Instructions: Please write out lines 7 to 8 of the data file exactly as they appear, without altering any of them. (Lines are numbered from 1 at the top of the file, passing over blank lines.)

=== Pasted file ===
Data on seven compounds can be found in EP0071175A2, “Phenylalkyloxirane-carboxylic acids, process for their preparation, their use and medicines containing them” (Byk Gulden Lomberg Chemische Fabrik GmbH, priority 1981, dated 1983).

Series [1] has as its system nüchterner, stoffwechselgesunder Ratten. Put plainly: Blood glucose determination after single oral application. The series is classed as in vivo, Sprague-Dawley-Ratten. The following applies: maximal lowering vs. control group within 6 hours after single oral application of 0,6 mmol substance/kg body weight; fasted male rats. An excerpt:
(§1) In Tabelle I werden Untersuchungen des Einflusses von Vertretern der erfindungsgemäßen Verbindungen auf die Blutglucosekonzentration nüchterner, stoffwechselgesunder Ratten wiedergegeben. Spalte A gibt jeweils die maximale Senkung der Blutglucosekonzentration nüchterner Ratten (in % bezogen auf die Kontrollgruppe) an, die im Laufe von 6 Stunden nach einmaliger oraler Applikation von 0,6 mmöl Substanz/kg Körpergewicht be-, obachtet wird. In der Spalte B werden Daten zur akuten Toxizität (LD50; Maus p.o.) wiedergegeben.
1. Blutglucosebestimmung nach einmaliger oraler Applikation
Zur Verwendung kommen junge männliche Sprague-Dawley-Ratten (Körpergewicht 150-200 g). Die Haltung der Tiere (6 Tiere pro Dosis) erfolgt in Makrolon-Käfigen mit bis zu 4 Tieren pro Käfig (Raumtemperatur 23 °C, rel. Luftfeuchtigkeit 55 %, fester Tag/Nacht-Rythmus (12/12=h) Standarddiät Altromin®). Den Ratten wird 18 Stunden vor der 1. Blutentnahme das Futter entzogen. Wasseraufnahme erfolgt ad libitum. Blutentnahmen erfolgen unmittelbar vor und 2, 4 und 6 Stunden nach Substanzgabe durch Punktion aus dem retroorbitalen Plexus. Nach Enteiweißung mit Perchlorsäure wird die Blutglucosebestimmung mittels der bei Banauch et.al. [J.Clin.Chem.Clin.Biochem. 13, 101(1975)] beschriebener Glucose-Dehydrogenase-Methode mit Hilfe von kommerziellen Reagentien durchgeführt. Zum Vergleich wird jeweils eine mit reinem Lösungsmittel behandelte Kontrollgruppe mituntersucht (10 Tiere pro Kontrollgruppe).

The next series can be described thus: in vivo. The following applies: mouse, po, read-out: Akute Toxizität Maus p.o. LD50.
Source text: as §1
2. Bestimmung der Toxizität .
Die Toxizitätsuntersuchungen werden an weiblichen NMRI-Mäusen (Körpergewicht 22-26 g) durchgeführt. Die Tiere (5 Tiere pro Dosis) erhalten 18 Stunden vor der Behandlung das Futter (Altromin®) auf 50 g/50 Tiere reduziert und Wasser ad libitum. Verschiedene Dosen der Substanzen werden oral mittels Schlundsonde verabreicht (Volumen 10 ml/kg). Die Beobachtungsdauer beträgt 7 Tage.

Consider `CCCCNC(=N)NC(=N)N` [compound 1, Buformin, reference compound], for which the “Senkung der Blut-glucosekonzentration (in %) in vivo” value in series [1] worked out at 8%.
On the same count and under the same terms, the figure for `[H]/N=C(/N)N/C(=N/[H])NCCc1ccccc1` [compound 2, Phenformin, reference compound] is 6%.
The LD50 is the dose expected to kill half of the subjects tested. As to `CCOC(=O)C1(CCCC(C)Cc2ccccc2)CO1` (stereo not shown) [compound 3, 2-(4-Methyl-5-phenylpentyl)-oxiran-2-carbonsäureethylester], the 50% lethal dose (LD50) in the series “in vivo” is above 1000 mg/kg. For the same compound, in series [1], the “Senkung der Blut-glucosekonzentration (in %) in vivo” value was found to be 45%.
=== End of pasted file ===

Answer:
Source text: as §1
2. Bestimmung der Toxizität .